December 19, 2016
Our Most Popular Webinars of the Year, from Behavior Change to 3D Printing in Disasters
contributor: Rob Goodier
In a year that started with a webinar on Food Security and ended with Electronic Medical Records in Low-Resource Settings, we have seen presentations that were deeply informational and broad ranging. Experts shared their time with hundreds of people from dozens of countries. A highlight of the year was a special series we held with Development Impact Lab on how to use mobile data collection tools to improve global development work.
As a bonus, each attendee in an engineering field was eligible for Professional Development Hours or Continuing Education Certificates awarded by IEEE. The offer extends to those who watch the recorded versions, too.
These are the year’s top five presentations, ranked in order of attendance.
Behavior change is often essential to the success of new products or services. Neglecting to consider it early in the design process has led to the failure of many social innovations. Changing behavior is difficult, however, and many traditional approaches have been ineffective.
In this webinar, Hans Mosler at EAWAG, Valérie Cavin at Helvetas and Laura MacDonald at CAWST introduce evidence-based behavior change methods. They also explore how these techniques can help ensure success.
The mass roll out of solar photovoltaic systems across the Global South is offering electricity access to millions of people. In the right context, Small wind turbines can make a valuable complement to solar PV. Wind can generate power at times when solar PV cannot, at night and under cloud cover.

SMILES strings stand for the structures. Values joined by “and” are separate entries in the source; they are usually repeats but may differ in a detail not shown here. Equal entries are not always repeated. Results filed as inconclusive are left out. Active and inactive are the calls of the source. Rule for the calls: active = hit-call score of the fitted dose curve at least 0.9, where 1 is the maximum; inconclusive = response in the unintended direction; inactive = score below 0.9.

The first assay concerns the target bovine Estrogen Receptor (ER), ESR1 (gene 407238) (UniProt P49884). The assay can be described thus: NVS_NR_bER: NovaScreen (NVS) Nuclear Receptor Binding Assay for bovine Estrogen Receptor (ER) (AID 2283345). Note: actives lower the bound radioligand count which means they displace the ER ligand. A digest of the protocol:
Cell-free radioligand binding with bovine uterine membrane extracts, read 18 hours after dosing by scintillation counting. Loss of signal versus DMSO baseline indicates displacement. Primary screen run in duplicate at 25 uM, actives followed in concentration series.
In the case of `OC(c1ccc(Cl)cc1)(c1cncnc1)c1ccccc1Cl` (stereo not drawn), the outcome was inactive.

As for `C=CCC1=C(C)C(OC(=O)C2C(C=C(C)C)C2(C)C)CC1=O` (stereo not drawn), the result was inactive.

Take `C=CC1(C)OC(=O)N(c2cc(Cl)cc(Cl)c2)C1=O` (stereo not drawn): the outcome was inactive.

Wind Empowerment capitalizes on the concept. The international association includes more than 40 member organizations in more than 25 countries around the world.
In this webinar, Dr. Jon Cloke, the co-founder of the UK Low Carbon Energy for Development Network and Dr. Job Sumanik-Leary, coordinator of the Wind Empowerment Association reveal the role that small wind power plays in rural electrification.
Today, nearly a billion people in the world suffer from food insecurity, meaning that they have do not have enough nutritious food to lead healthy and active lives. Many of them are also water-insecure, lacking enough water to meet their needs.
In this webinar, Dr. Roberto Lenton at the Water for Food Institute provides an overview of the challenge of ensuring sustainable supplies of food and water even as populations rise and the climate changes. Dr. Lenton suggests practical ways to improve water use and management in agricultural and food systems.
Crowdfunding is no easy task. And the crowdfunding industry is constantly evolving. It’s no longer just about funding or the crowd. It has become a multifaceted tool for entrepreneurs, used to build a brand, grow a customer base, gather feedback for R&D, and test future features.
Hardware-based campaigns require in-depth pre-launch planning including perk fulfillment strategy and marketing clear objectives. Social innovation campaigns excel on storytelling and impact-based credibility. In this webinar, Alisa Cordesius, Indiegogo’s Director of Social Innovation, will help you combine these two strategies to create powerful social good product campaigns.
Delivering supplies in the wake of a disaster is exceptionally challenging. Most aid income – 60-80% – is spent overcoming complex logistical challenges. Those include vast transport distances, difficult terrain and unusual import restrictions. Despite all this investment, obtaining unique parts in remote places is tough. Things like replacement parts to a medical device, pieces of a vehicle or generator, and custom-made rehabilitation items such as a prosthetic limb are often impossible to deliver. They are either not available or too costly to transport.
Field Ready’s approach to solving this problem is to ask ‘if we can’t buy it, can we make it?’ With the advent of new technologies such as 3D printing, local manufacture has the potential to become a viable alternative to traditional procurement methods, especially where supplies are difficult or expensive to obtain. In the recovery from the Nepal earthquake, Field Ready has been collaborating with local partners to see to what extent local manufacture can help. Abi Bush at Field Ready and Naiomi Lundman at Humanitarian Makers share their stories and inspire us to participate with design contributions.